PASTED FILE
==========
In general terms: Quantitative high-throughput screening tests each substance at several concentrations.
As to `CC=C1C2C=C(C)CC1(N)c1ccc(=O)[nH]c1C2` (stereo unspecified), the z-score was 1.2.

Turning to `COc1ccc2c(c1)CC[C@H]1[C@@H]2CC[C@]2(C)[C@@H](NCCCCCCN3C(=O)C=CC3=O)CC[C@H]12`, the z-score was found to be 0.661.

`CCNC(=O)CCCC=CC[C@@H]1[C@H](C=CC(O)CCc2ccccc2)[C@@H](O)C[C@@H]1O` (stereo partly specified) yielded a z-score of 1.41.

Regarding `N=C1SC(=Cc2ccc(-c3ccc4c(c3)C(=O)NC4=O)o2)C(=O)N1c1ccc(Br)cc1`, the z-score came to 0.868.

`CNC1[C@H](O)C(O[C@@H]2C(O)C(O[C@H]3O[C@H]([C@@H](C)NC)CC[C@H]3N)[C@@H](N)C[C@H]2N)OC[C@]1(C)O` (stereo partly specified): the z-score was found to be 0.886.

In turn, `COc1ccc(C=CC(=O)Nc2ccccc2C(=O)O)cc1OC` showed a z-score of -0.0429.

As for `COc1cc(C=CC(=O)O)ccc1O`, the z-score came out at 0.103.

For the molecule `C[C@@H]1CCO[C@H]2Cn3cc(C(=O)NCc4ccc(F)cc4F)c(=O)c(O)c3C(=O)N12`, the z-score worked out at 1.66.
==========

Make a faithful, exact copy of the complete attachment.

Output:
In general terms: Quantitative high-throughput screening tests each substance at several concentrations.
As to `CC=C1C2C=C(C)CC1(N)c1ccc(=O)[nH]c1C2` (stereo unspecified), the z-score was 1.2.

Turning to `COc1ccc2c(c1)CC[C@H]1[C@@H]2CC[C@]2(C)[C@@H](NCCCCCCN3C(=O)C=CC3=O)CC[C@H]12`, the z-score was found to be 0.661.

`CCNC(=O)CCCC=CC[C@@H]1[C@H](C=CC(O)CCc2ccccc2)[C@@H](O)C[C@@H]1O` (stereo partly specified) yielded a z-score of 1.41.

Regarding `N=C1SC(=Cc2ccc(-c3ccc4c(c3)C(=O)NC4=O)o2)C(=O)N1c1ccc(Br)cc1`, the z-score came to 0.868.

`CNC1[C@H](O)C(O[C@@H]2C(O)C(O[C@H]3O[C@H]([C@@H](C)NC)CC[C@H]3N)[C@@H](N)C[C@H]2N)OC[C@]1(C)O` (stereo partly specified): the z-score was found to be 0.886.

In turn, `COc1ccc(C=CC(=O)Nc2ccccc2C(=O)O)cc1OC` showed a z-score of -0.0429.

As for `COc1cc(C=CC(=O)O)ccc1O`, the z-score came out at 0.103.

For the molecule `C[C@@H]1CCO[C@H]2Cn3cc(C(=O)NCc4ccc(F)cc4F)c(=O)c(O)c3C(=O)N12`, the z-score worked out at 1.66.